Review by: Jed Distler
Artistic Quality: 8
Sound Quality: 8
Thomas Zehetmair was 20 years old when he recorded Bach’s Sonatas and Partitas in 1982. Although the violinist used a modern instrument, his lean tone, minimum vibrato, fast tempos, and tendency toward short phrase groupings reflected the influence of period performance precepts via his one-time mentor Nikolaus Harnoncourt. Returning to this repertoire nearly 40 years later with a Baroque violin and different bows for different movements, Zehetmair’s basic conceptions seem surprisingly similar to those of his younger self on the surface. Close comparative listening, however, reveals inner growth.
For example, while the A minor sonata’s Fugue remains brisk and clipped, the melodic profile is noticeably stronger now. The same goes for the touching Adagio movement. On the other hand, the D minor Partita Allemande has grown freer and more subjective, but the speedy Courente remains dance resistant. While many performances of the Chaconne suggest vast long-lined murals, Zehetmair presents a portfolio of articulations and dynamic levels that suggest a complex mosaic, whose harmonic and melodic signposts have intensified over time. You also notice this in Zetemair’s arguably overdone accented notes in the E major Partita Preludio.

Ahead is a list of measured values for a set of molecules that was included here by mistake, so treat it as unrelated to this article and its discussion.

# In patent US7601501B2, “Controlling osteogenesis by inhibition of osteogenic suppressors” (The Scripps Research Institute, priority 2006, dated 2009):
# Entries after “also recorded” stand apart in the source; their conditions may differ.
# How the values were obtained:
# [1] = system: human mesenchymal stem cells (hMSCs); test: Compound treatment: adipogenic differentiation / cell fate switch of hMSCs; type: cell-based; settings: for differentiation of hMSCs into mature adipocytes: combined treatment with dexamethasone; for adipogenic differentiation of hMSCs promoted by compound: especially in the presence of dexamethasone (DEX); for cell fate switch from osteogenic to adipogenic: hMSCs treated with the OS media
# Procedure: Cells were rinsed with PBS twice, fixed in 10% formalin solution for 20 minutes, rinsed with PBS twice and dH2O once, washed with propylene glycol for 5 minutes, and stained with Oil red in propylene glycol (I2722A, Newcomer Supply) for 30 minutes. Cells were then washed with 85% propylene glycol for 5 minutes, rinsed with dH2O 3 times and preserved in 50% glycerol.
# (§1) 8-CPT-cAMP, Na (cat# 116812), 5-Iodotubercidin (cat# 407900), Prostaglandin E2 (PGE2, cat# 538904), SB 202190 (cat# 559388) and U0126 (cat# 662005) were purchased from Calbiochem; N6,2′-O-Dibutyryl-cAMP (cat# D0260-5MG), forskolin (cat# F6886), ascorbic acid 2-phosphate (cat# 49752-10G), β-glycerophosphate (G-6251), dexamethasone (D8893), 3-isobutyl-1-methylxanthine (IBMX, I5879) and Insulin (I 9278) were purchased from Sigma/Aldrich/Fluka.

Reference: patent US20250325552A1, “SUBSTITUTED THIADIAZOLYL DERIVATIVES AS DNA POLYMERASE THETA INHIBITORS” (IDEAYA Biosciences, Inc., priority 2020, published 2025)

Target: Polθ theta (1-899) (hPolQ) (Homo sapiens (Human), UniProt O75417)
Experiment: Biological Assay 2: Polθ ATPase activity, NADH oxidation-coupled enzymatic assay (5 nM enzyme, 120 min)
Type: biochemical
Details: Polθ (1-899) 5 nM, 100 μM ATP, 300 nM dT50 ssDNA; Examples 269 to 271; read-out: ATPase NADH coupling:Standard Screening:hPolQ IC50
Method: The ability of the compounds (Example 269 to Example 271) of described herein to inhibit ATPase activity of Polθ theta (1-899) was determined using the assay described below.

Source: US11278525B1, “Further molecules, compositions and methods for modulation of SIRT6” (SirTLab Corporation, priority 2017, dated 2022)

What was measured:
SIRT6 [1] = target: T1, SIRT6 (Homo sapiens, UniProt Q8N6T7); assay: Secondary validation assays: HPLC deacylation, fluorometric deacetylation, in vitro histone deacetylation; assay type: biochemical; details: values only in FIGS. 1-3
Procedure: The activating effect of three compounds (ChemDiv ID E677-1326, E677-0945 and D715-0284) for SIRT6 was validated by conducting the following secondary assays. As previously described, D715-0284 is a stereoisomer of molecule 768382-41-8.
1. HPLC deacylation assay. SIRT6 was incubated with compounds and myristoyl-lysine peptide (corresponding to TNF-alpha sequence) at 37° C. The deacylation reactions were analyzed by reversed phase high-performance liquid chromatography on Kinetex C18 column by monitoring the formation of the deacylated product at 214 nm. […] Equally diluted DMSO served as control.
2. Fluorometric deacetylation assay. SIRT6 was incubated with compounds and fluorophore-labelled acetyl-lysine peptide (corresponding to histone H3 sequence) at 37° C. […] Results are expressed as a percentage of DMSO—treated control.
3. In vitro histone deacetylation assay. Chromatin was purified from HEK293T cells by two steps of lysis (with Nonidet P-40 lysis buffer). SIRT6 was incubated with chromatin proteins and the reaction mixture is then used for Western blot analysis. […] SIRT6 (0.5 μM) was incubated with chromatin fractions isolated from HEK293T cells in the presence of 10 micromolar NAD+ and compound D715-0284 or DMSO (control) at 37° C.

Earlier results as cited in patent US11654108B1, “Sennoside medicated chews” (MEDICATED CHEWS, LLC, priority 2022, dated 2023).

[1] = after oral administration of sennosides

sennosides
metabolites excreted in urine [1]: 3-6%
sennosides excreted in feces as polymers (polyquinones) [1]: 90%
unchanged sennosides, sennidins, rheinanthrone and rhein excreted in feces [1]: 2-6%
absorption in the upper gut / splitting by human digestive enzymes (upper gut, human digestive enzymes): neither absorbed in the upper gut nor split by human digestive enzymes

The C major sonata’s concluding Allegro assai is heavier in texture than its playful earlier counterpart, with more of a legato emphasis that may also have something to do with ECM’s swimmy resonance, as opposed to the 1982 recording’s warmer sonics. The G minor sonata’s Presto Finale and the B minor Partita’s Presto Double finds Zehetmair’s virtuosity completely intact, together with newfound ferocity and abandon. An intelligent, inquiring mind and spirit informs these interpretations, for all of their quirks and provocative moments.
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Recording Details:Reference Recording: Ehnes (Analekta); Milstein (DG)
- BACH, J.S.:Sonatas and Partitas for Violin Solo BWV 1001-1006
- Thomas Zehetmair (Baroque violin)
- ECM - 2551 2